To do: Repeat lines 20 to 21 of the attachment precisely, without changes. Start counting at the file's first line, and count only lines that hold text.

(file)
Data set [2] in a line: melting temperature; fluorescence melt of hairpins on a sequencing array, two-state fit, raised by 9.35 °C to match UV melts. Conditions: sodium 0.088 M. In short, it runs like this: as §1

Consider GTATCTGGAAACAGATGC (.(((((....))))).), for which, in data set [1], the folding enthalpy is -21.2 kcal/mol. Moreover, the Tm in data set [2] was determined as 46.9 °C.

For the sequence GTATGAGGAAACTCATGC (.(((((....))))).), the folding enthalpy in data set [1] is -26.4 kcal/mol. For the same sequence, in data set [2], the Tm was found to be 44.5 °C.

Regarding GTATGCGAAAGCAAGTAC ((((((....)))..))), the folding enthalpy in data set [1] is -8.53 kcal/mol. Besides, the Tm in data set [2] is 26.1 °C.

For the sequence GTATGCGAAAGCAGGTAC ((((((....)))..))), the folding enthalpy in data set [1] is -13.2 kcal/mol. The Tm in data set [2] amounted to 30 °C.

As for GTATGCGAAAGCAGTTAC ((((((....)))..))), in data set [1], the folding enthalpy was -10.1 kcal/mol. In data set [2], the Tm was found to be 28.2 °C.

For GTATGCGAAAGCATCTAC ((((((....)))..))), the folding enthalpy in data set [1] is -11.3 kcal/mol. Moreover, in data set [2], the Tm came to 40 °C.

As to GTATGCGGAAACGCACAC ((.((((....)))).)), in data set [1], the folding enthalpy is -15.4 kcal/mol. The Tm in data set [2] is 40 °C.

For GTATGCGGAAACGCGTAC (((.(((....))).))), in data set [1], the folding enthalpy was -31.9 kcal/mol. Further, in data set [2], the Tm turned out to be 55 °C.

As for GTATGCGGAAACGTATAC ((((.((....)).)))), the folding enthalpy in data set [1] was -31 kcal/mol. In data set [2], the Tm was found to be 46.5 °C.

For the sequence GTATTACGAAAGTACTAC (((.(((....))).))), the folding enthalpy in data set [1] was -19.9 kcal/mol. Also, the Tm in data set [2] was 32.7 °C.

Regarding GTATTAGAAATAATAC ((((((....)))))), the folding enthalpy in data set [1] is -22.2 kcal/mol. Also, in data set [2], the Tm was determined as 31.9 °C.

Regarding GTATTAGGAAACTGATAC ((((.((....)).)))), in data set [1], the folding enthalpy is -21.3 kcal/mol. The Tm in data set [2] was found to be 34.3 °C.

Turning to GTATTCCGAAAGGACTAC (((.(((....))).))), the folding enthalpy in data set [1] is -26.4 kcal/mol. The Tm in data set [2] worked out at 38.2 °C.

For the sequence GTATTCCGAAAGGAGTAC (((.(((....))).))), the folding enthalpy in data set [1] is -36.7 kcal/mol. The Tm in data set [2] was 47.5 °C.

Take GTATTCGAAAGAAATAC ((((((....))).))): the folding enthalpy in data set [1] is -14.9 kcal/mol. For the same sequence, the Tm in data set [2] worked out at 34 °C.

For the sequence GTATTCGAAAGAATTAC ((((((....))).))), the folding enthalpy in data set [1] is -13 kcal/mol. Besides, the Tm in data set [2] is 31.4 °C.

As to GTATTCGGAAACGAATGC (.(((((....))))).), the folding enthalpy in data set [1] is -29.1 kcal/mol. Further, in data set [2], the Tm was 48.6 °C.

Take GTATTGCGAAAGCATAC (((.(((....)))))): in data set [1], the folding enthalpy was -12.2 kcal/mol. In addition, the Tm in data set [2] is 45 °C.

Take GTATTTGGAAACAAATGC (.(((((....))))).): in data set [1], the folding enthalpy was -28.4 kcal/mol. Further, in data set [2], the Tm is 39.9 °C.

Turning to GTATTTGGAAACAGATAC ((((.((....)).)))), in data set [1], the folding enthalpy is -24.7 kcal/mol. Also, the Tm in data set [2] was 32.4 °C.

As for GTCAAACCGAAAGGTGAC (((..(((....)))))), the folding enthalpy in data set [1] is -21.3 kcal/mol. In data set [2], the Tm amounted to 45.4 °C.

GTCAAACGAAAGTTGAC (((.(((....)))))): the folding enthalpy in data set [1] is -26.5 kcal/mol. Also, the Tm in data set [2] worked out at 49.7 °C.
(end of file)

Take GTATTTGGAAACAAATGC (.(((((....))))).): in data set [1], the folding enthalpy was -28.4 kcal/mol. Further, in data set [2], the Tm is 39.9 °C.

Turning to GTATTTGGAAACAGATAC ((((.((....)).)))), in data set [1], the folding enthalpy is -24.7 kcal/mol. Also, the Tm in data set [2] was 32.4 °C.